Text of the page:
The notion of straining the entirety of my academic experience at the Accademia down to a mere blog post is not one that I’d care to entertain. Generalizing a curriculum to such an extent is an absolute disservice to this program, not to mention tremendously difficult, considering the breadth of material covered these past few months.
That said, one workshop experience stands out. In movement’s stead for a week’s time, we experienced the communal sharing of pain and sweat that was Ma-ai. Essentially a martial arts combination of spatial awareness, pelvic control, and Zumba, the class was a three hour exercise in pushing yourself into being a hyper-aware, grounded, sweat drenched, bruised warrior. To the melodies and rhythms of Finnish folk-metal, we would run full tilt across the floor of La Stalla, subsequently allowing ourselves to fall and adapt our bodies to the impact. Yes, I understand how ludicrous this may seem to a third party reader such as yourself, but it was *magical*. With the kind, dulcet tones of Franziska Dieterich’s enthusiasm pushing us ever forward, we allowed ourselves to throw caution to the wind as we would toss ourselves in the manner of clothes in a dryer. As we did barrel roll jumps within inches of one another. As we, as our class put it, no bones’d and ate shit on a daily basis.
I left with a swollen Achilles, two bruised rotator cuffs, a hit to the temple, almost knocking out one of my incisors, and countless surface injuries, but also with a sense of unity. The chorus of slams and screams carried our collective spirit – we became a comunal society of pain. Sharing our discoveries of bodily intelligence with one another through the lamentations from our stumbles, we became a true ensemble. A community of artists tied together by blood, sweat, and tears.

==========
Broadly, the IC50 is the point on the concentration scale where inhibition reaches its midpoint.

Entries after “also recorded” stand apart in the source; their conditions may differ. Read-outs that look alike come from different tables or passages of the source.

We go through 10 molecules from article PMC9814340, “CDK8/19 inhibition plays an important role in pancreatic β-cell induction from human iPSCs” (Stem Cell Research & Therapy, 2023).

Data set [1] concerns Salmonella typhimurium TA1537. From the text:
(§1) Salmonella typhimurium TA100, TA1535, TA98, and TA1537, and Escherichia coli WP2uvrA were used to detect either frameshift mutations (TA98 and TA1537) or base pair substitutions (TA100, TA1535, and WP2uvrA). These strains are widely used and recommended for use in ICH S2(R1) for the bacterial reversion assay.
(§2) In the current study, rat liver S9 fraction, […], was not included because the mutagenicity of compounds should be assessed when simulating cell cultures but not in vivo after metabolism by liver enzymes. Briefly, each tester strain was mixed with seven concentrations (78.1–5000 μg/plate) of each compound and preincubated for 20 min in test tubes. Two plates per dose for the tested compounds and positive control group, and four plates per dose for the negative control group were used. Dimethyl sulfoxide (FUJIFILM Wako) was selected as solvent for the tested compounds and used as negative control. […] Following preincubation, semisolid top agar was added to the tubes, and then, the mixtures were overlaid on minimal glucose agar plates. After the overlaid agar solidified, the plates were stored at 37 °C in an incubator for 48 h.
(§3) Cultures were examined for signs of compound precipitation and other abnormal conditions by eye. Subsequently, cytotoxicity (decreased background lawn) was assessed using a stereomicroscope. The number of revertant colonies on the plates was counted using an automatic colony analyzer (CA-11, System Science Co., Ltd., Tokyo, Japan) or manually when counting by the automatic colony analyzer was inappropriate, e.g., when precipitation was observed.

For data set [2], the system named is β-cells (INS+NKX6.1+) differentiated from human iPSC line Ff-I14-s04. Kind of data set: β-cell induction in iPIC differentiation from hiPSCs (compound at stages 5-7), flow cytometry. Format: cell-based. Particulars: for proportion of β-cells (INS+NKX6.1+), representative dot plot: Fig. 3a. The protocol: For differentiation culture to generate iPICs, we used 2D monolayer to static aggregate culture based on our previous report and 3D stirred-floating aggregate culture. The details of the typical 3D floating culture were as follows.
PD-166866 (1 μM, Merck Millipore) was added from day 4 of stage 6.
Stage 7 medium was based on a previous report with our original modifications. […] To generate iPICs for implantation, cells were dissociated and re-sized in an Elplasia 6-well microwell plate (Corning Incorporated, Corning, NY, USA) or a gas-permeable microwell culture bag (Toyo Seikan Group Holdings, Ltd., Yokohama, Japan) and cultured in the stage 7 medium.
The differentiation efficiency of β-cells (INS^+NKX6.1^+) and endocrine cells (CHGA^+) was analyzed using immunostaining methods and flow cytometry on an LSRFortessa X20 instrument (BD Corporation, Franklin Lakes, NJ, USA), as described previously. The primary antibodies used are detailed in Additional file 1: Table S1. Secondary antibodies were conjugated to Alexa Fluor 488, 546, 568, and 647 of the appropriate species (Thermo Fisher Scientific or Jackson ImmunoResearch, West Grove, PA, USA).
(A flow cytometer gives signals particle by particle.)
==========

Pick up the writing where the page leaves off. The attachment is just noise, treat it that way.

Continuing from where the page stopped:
– Mark McGillivray
I will take back with me from Arezzo many things. My social experiences, my academics, and especially the delicious food. One moment in particular I will always remember is a class trip we took in the first few weeks. As a collective we went to see a circus performance. There were two acts, and the things they were able to do were amazing and fantastical. The first act consisted of two performers engaging in silk work, juggling, vocal manipulation, and acrobatics. It was beautiful! The second act was a one woman clown piece. At a certain point in her act she brought me up to play with her. We danced, and she incoporated me into her act as her love interest. I left that performance not knowing what to do with myself I was so excited.
This was one of the most incredible moments of my experience in Italy, and it directly informed me as to the possibilities of what one can do with the training we receive here.
– Zachary Shery
I have had issues with my body for as long as I can remember. I never knew it was okay to push through pain to make you stronger, and that was proven to me here. I’ve never been pressured to push through bad pain, but I learned the difference between unhealthy pain and extreme discomfort. I definitely feel stronger after persevering through any of my discomfort and I constantly feel supported by this community of students. I don’t only keep going for myself, but also for the students around me. This notion of support is something that I can certainly see myself sharing with others after the program.
– Allison Wertheim
It’s impossible to encapsulate everything I’ll take away from the Accademia in one simple blog post. However, I predict that when I return home I know I’ll be much more likely to jump on people for joy of seeing them before remembering that that’s not normal socially acceptable behavior. Before coming to the Accademia I was always the lifted not the lifter. I have much more confidence in my ability to support other people’s weight.
Something I’d like to learn more about is Tarantella. After only a few classes I certainly don’t feel like an expert, but I’d love to share the feeling of community it inspired. There’s something about desperately trying not to trip over your own feet at the same time as 30 other people that you won’t forget in a hurry.
– Sarah Franzel